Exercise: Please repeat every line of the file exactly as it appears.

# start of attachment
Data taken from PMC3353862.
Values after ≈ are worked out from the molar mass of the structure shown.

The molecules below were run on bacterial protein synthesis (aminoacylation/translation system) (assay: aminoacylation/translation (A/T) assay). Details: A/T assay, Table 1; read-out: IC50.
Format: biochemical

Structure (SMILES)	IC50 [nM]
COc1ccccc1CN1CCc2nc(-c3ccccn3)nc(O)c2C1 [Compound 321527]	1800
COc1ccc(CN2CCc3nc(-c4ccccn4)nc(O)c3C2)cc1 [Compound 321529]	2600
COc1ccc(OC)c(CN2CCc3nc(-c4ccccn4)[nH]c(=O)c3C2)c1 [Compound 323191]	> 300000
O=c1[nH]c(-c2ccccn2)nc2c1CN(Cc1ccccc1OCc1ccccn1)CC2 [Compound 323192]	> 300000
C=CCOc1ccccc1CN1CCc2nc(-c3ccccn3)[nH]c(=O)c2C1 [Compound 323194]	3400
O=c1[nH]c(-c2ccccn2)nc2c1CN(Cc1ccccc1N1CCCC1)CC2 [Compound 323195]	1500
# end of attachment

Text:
Data taken from PMC3353862.
Values after ≈ are worked out from the molar mass of the structure shown.

The molecules below were run on bacterial protein synthesis (aminoacylation/translation system) (assay: aminoacylation/translation (A/T) assay). Details: A/T assay, Table 1; read-out: IC50.
Format: biochemical

Structure (SMILES)	IC50 [nM]
COc1ccccc1CN1CCc2nc(-c3ccccn3)nc(O)c2C1 [Compound 321527]	1800
COc1ccc(CN2CCc3nc(-c4ccccn4)nc(O)c3C2)cc1 [Compound 321529]	2600
COc1ccc(OC)c(CN2CCc3nc(-c4ccccn4)[nH]c(=O)c3C2)c1 [Compound 323191]	> 300000
O=c1[nH]c(-c2ccccn2)nc2c1CN(Cc1ccccc1OCc1ccccn1)CC2 [Compound 323192]	> 300000
C=CCOc1ccccc1CN1CCc2nc(-c3ccccn3)[nH]c(=O)c2C1 [Compound 323194]	3400
O=c1[nH]c(-c2ccccn2)nc2c1CN(Cc1ccccc1N1CCCC1)CC2 [Compound 323195]	1500